end all of evaluation? Of course not

end all of evaluation? Of course not

Messagepar elaine95 » Lun 15 Avr 2019, 8:15 am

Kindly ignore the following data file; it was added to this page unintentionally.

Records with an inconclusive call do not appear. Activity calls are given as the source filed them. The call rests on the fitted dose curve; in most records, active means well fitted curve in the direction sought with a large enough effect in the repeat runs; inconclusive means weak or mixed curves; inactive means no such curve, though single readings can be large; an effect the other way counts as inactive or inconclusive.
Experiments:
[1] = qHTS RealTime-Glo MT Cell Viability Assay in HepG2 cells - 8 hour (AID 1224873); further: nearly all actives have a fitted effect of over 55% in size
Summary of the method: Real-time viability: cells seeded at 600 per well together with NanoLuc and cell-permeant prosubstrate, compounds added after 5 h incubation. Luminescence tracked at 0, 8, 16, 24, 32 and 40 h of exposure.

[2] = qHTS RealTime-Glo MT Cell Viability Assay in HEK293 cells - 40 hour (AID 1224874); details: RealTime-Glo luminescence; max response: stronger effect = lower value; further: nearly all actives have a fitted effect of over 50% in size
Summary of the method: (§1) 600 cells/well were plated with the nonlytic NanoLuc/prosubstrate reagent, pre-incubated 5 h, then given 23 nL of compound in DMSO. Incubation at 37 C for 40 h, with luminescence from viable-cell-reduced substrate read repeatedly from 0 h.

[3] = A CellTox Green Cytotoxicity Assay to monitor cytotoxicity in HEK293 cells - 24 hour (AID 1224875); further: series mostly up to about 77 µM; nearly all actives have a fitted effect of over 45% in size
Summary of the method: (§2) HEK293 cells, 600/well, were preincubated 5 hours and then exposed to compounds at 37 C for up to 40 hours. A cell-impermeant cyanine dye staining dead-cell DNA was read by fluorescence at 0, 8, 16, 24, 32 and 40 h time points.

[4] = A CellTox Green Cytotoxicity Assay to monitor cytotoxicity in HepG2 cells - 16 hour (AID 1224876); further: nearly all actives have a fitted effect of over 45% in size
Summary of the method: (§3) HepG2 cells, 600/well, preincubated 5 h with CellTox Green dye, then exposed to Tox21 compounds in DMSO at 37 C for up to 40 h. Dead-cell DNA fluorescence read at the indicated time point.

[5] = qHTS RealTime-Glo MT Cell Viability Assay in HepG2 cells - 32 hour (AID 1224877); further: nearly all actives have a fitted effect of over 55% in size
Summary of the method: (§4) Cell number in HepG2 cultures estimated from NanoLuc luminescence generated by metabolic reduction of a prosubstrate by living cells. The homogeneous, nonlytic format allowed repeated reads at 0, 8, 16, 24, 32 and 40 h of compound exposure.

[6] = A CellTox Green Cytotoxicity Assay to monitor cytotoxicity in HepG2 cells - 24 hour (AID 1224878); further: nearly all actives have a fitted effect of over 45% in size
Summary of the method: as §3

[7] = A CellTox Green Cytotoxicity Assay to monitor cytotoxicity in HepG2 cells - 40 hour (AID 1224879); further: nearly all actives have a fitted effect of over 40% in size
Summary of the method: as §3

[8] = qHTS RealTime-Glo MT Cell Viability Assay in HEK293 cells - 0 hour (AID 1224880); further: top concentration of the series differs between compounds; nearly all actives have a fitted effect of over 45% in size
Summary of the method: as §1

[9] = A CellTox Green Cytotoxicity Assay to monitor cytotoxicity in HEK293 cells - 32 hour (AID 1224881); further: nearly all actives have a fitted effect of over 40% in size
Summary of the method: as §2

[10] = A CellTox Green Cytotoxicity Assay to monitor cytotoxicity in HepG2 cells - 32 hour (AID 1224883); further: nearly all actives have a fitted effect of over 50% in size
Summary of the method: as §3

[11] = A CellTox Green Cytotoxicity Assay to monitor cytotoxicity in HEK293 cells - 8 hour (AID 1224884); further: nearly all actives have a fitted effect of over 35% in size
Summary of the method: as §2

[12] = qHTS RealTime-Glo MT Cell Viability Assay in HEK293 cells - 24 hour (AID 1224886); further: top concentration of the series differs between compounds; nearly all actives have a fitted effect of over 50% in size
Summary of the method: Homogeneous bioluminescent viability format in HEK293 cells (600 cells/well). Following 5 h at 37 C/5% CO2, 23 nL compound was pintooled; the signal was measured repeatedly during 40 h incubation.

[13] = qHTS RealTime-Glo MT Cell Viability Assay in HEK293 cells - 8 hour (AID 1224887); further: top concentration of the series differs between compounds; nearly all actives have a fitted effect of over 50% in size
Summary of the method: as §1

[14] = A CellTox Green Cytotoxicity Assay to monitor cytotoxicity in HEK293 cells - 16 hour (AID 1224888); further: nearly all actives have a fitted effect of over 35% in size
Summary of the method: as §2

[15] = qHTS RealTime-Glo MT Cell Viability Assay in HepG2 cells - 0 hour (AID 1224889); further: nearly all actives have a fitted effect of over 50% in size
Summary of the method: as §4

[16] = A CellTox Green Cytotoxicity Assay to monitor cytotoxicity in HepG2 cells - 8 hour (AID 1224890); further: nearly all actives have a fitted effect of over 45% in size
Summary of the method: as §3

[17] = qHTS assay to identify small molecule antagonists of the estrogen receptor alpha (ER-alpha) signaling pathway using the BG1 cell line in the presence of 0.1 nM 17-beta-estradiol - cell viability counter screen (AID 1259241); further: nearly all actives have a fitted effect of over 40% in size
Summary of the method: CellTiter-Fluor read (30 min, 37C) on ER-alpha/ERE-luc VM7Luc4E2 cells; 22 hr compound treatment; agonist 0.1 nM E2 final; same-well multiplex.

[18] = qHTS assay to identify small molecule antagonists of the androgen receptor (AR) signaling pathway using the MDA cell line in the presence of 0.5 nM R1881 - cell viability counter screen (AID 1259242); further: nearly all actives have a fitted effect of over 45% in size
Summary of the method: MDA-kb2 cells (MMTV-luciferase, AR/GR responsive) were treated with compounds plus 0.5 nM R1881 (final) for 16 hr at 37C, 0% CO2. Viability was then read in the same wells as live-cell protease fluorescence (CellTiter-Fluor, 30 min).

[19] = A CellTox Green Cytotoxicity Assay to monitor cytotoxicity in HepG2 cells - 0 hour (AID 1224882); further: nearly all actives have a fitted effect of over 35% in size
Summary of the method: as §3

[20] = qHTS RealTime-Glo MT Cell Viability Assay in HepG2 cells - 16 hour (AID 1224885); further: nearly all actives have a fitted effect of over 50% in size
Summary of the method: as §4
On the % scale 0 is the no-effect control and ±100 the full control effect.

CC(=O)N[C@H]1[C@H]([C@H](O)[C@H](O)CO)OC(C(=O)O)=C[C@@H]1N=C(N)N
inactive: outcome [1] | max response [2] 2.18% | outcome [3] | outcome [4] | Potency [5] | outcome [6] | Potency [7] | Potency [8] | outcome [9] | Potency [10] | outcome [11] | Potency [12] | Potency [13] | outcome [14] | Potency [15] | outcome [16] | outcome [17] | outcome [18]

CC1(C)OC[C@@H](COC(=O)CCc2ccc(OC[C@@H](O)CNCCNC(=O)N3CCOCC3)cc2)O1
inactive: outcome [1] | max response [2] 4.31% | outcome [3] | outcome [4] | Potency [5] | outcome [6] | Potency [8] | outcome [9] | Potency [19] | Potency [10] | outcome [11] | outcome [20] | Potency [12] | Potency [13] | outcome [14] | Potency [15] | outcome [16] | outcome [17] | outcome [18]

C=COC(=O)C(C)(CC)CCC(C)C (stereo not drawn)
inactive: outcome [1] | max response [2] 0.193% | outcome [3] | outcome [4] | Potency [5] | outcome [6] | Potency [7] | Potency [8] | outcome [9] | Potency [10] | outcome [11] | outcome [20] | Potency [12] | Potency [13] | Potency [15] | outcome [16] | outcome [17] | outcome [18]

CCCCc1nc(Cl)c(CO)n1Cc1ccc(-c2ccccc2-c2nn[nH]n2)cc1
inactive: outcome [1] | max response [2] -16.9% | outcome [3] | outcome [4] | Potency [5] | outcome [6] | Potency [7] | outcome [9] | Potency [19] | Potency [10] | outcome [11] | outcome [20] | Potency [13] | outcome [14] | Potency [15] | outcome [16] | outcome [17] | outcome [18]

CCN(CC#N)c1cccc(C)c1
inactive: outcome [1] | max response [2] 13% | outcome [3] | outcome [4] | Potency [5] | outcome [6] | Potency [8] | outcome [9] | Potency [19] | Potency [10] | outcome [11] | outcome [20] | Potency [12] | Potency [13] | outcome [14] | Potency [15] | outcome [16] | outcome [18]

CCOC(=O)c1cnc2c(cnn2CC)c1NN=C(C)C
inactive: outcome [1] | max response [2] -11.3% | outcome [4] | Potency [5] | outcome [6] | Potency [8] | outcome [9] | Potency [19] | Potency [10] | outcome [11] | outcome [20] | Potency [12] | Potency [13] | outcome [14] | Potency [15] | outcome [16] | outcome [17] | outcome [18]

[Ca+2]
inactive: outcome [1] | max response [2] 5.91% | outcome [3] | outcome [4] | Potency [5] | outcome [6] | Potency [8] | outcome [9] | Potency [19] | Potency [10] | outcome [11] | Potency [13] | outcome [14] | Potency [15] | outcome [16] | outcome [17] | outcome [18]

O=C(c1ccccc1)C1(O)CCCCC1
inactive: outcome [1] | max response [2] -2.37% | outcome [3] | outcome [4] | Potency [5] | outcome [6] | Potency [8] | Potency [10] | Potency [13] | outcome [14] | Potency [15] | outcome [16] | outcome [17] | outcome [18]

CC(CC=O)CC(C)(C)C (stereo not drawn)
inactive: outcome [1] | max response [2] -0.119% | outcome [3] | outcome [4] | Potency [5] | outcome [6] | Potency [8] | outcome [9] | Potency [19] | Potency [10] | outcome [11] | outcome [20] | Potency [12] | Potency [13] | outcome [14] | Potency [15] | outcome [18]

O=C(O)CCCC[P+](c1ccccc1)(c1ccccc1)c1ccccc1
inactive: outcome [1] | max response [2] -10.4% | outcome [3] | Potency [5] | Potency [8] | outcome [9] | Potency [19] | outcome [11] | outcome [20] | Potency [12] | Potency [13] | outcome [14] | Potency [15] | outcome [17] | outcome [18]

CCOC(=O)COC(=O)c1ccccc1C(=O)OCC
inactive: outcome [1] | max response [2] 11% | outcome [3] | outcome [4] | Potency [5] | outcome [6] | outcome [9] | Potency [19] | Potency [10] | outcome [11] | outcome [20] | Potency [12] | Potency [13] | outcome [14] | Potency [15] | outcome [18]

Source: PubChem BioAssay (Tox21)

HOUSTON (AP) — Robert “Bob” McNair Keke Coutee Jersey , the man who brought football back to Houston after the Oilers left for Tennessee by founding the Texans, has died. He was 81.One of the NFL’s most influential owners, McNair had battled both leukemia and squamous cell carcinoma in recent years before dying in Houston on Friday. The team did not immediately release a cause of death, but said he died peacefully with wife Janice and his family by his side.“He was a very caring, thoughtful and passionate individual,” coach Bill O’Brien said in a statement. “As much as he cared about winning, I think the thing I will remember most about Mr. McNair is the way he cared about the players.”When Houston lost the Oilers to Tennessee after the 1996 season, McNair made it his mission to return the NFL to the city. He formed Houston NFL Holdings in 1998, and on Oct. 6, 1999, he was awarded the 32nd NFL franchise. The Texans began play in 2002.“He was the reason professional football returned to Houston and he (led) our franchise with a laser focus on honesty, integrity and high character,” team president Jamey Rootes said in a statement. “He was an amazing champion for Houston and worked hard to make sure our city received maximum value from the presence of the Texans and the NFL.”His son, Cal McNair, who has been serving as the team’s chairman and chief operating officer, will lead the team in the wake of his father’s death.President George H.W. Bush, McNair’s longtime friend, issued a statement on his passing.“Bob McNair wasn’t just the brightest point of light in Houston; he was one of the kindest and most generous people anywhere,” Bush said. “Nobody cared — or helped people — more, and that’s just one of the reasons I will always be proud Bob was my good friend. He was simply the best.”Dallas Cowboys owner Jerry Jones raved about McNair and his contributions to the NFL. .“His love for his team, and especially his players, was unsurpassed by any NFL owner that I have known,” Jones said in a statement. “I am most grateful and indebted to him for bringing Houston back the NFL and re-establishing that great metropolitan area in our state as an NFL city. I am privileged to have been his friend. We have lost a great Texan, sportsman and a wonderful person.”“He was not only a strong personal and professional influence on me, but his presence in the NFL helped grow and develop our league on so many levels,” Jones continued.Many current and former Texans took to social media to share thoughts about McNair and send condolences to his family.Receiver Andre Johnson, who played for the team from 2003-14 and is the Texans’ career receiving leader, tweeted about McNair, saying: “Can’t thank you enough for giving a kid from Miami a chance to live out his dream of playing in the NFL.”Three-time NFL Defensive Player of the Year J.J. Watt also tweeted his appreciation for McNair saying: “Thank you for giving myself and so many others an opportunity here in Houston.”McNair came under fire in 2017 when he said “we can’t have the inmates running the prison” during a meeting of the NFL owners about players who protest social and racial injustice by kneeling during the national anthem. McNair issued two apologies after the remarks became public, calling it a “very regretful comment.”In response, almost all of the Texans kneeled during the anthem before their game against the Seahawks on Oct. 29, 2017 after no one on the team had kneeled before.A powerful force in the NFL, McNair served as chairman of the league’s finance committee and as a member of the audit committee.In August 2014 he spoke candidly about his battle with cancer, and outlined the many procedures and treatments he endured to recover.“In the past, if you mentioned cancer, people thought it’s a death sentence,” McNair said at that time. “That’s just not nearly the case.”It was then he revealed he’d dealt with skin cancer for about 20 years.He also noted then that he’d remain in charge of the team, but would work on delegating responsibilities to other members of his staff.“We’re in terrific shape,” McNair said. “I’ll continue being the CEO and continue doing everything I can to put together a winning football team; that’s what we’re all about. We’ve won this other battle, and now we’ve got to win the battle of football.“I go to all the games and I’ll plan on continuing doing that,” McNair added. “I think I will enjoy it more and leave it to other people in the organization to worry more. I’ll skip the worrying and take the enjoyment.”He continued to attend many games after that pronouncement and was often seen at practice under the shade of a golf cart or talking with various staff members around the facility.“During his nearly two decades as an NFL owner, Bob McNair left a lasting mark on his city and our league,” NFL Commissioner Roger Goodell said in a statement. “His leadership and determination brought the NFL back to Houston, built a magnificent stadium that hosted two Super Bowls, and his beloved Texans are in the midst of another successful season and are again contending for a place in the postseason.“He cared deeply about the league and was generous with his time and willingness to share his insights as an exceptional businessman.But above all, Bob was a family man.I extend my heartfelt condolences to Janice, their family, the Texans, and the entire Houston community.”After several difficult building years as an expansion team, the Texans won their first AFC South title and first playoff berth in 2011. They also won the division title a year later when they went a franchise-best 12-4. Both years they lost in the divisional round of the playoffs.McNair made the agonizing decision to fire longtime friend and coach Gary Kubiak late in the following season as the Texans limped to 2-14, tying a franchise record for losses. He hired O’Brien in 2014 and the team improved to 9-7 in his first year, but missed the postseason. Houston put up an identical record in 2015, but this time in a weak AFC South it was enough to reach the postseason for the third time. That season ended with an embarrassing 30-0 wild-card loss to Kansas City.In March 2016, McNair beamed as he sat next to quarterback Brock Osweiler on the day the team introduced him in Houston, and seemed unfazed by the staggering $72 million, four-year contract they gave Osweiler to lure him from Denver.“We just want to get better every day,” McNair said. “Certainly this is a day when we got a lot better.”Not exactly. Osweiler struggled and his name was added to a long list of quarterbacks who couldn’t help the owner get the title he so longed for. Osweiler was benched late in the 2016 season before getting his job back (through injury to his replacement) in time for the playoffs. But he threw three interceptions in a loss to New England in the divisional round, and Houston had seen enough and shipped him to Cleveland a few months later.The Texans drafted Deshaun Watson in the first round in 2017 to replace Osweiler Deshaun Watson Jersey , but he sustained a season-ending knee injury in a year when star defensive end J.J. Watt also missed most of the season with a broken leg. Houston went 4-12 in the last full season McNair would see.McNair was born in Tampa and graduated from South Carolina in 1958 with a bachelor of science degree. He received an honorary doctor of humane letters degree from South Carolina in 1999, and in 2010 was given an honorary doctor of humanities in medicine degree from Baylor College of Medicine.He and Janice moved to Houston in 1960 and he made his fortune as the founder of Cogen Technologies, an energy company which was sold to Enron in 1999 for $1.5 billion.The couple has been committed to charity in the city, and he was the chairman of The Robert and Janice McNair Foundation, The Robert and Janice McNair Educational Foundation in Forest City, North Carolina, and the Houston Texans Foundation. Through these efforts the McNairs have given more than $500 million to scientific, religious, educational and literary organizations.He also founded the AdvoCare Texas Bowl, which has provided more than $700,000 in funds to the DePelchin Children’s Center in Houston.Along with his wife, McNair is survived by four children, 15 grandchildren and two great-grandchildren. I’ve always struggled to trust NFL front offices. They are full of humans, and humans are remarkably prone to mistakes for a variety of reasons, whether because of bias or self-preservation.It’s important to remember that no one is perfect. However, this doesn’t mean that people should get a pass for some pretty questionable errors. Let’s take a look at two such instances that have emerged in the news today. The first one is Texans related, and seeing as this is a Texans related blog, I thought we might start with this anecdote from the really fun deep dive that ESPN’s Seth Wickersham did on the dysfunction within the Cleveland Browns over the past few years. The story as a whole is filled with really dumb Cleveland things like owner Jimmy Haslem developing something of a dislike for Teddy Bridgewater during the pre-draft process in 2014 over something fairly unusual: Who knows what turned Haslem off Bridgewater?Maybe he thought his hands were too small.Wickersham’s report is full of really stupid things like this, all of which are hilarious to read if you’re not a Browns fan.Well, almost all of it is funny to read.There is one particular passage in the story that’s kind of hard to read as a Texans fan.Recall how the offseason between the 2013 and 2014 seasons was after Matt Schaub’s collapse.There was a fair amount of bluster about the Texans needing to find a quarterback to build around for the future. The Texans did have the first overall pick in the 2014 NFL Draft but decided to select Jadeveon Clowney, leaving the QB slot still open. At the same time, the Browns were also in the market for a quarterback despite having Brian Hoyer on their roster. Shockingly, Hoyer’s presence wasn’t enough to keep the Browns from selecting Johnny Manziel with one of their first round picks. Manziel’s selection apparently prompted the Texans to ring up the Browns to inquire about the availability of Brian Hoyer, who we all know O’Brien was familiar with from their days in New England: The proposed trade was allegedly struck down by then Browns GM Ray Farmer, who was in his first year in the big chair; Farmer supposedly felt pressured by owner Jimmy Haslem to draft Manziel and wanted to assert his authority on the decision making process, so he rejected the Texans’ offer of a second round pick for Hoyer. The Browns rejected a second-round pick for Brian Hoyer.If not for an internal power struggle, the Texans would have given a second round pick (likely the 33rd overall selection that became Xavier Su’a-Filo) to acquire Brian Hoyer. There’s a more passionate and less rational version of me that would be swearing with gusto right now, but it’s been replaced by a sense of numbness, like I’ve been hit in the face with a frying pan. Maybe if I took a frying pan to the face I’d lose the required amount of brain cells ito start to think that this proposed trade was ever a good idea for the Texans. This is the past though, right? It didn’t happen! All of the people in the Texans’ front office who could have had a hand in this are probably gone now! Wait, the Texans’ head coach is still here? YOU’RE DAMN RIGHT HE IS! WAS BRIAN HOYER A FORMER QUARTERBACK BILL O’BRIEN WORKED WITH IN NEW ENGLAND?YES, JUST LIKE RYAN MALLETT!WAS HOYER A GUY O’BRIEN WANTED TO COACH AGAIN? YOU’RE DAMN RIGHT HE WAS!DID O’BRIEN AND HOYER EVENTUALLY REUNITE IN HOUSTON A YEAR LATER, WITH THE MARRIAGE EVENTUALLY CULMINATING IN PERHAPS THE WORST QB PERFORMANCE OF ALL-TIME IN A PLAYOFF GAME?OF COURSE!Even now with Deshaun Watson firmly ensconced as the Texans’ quarterback of the present and future, never forget that somewhere, lurking deep within the bowels of NRG Park, are individuals (some of them in prominent positions) who looked at the idea of trading a second round pick for Brian Hoyer and thought, “Yeah, seems legit.”Never forget.Our second story is actually something I can kind of relate to. I dislike math.Like, I try to avoid it at every turn in my life.I don’t speak numbers, I speak Ame - I mean, English! Apparently a certain section of NFL executives share my distrust of nerds with numbers. Per Tony Pauline of DraftAnalyst.com, there are some front office executives who don’t like this whole ‘‘analytics stuff’’:‘‘LEMME TELL YOU A LITTLE SUMTHIN’ ABOUT THIS HERE GAME OF FUTBAW, YOU SWEATY NERD. IT AIN’T WON BY TAPPIN’ AWAY ON THAT THERE LAPTOP.IT’S WON BY MEN WHO LEAD!MEN WHO LOVE RUNNING THE OKLAHOMA DRILL!MEN WHO EAT THE TURF SO THAT THE POWERS OF THE FUTBAW FIELD MIGHT IMBUE THEM WITH SOME SUPERNATURAL CONNECTION TO THE FUTBAW GODS THEMSELVES!’’ The reason I bring this up is that Wickersham’s article makes it clear that current Browns general manager John Dorsey is not a particularly big fan of the analytical movement, as evidenced by the lead up to the 2018 NFL Draft:Jokes aside, it’s important to acknowledge that this is a section of the NFL Front Office communities and not a referendum on how the entire NFL treats analytics. Teams like the Eagles have embraced analytics and the advantage the data can give to teams. I don’t like math, but the information analytics provides is too useful to ignore.It provides you with a valuable way of understanding the game. Is it the be all, end all of evaluation? Of course not. There are things stats and analytics can’t quite quantify yet; they are getting there, but there is always going to be a need for context based on game tape and the experience of working in a role and understanding what kind of things have worked before. These things can coexist. I understand where individuals from the scouting community are coming from, though. Their careers have often been built around experience, knowledge, and learning to trust what they can perceive.Stats can appear to cut against that because they attempt to explain things in a different way from what scouts are used to. There are two different paths to the same destination; it’s just one is so drastically different to the minds of those who take the other path, so there is a natural unease about it. Furthermore, you could almost understand the distrust.What if the other path is the objectively better one? What will happen to the people who tread the other path? Will they get left behind? This refusal to try new things is dumb, but I understand the irrational behaviour behind it. The problem as always is that no way of doing things is perfect. There is a reason why I don’t really care what Mel Kiper ever says; he’s wrong a lot of the time. He and every other member of the NFL scouting community works in an imperfect world of evaluation, and sometimes those methods lead to you looking at Brian Hoyer and going:‘‘Screw it, let’s offer a second round pick for him.’’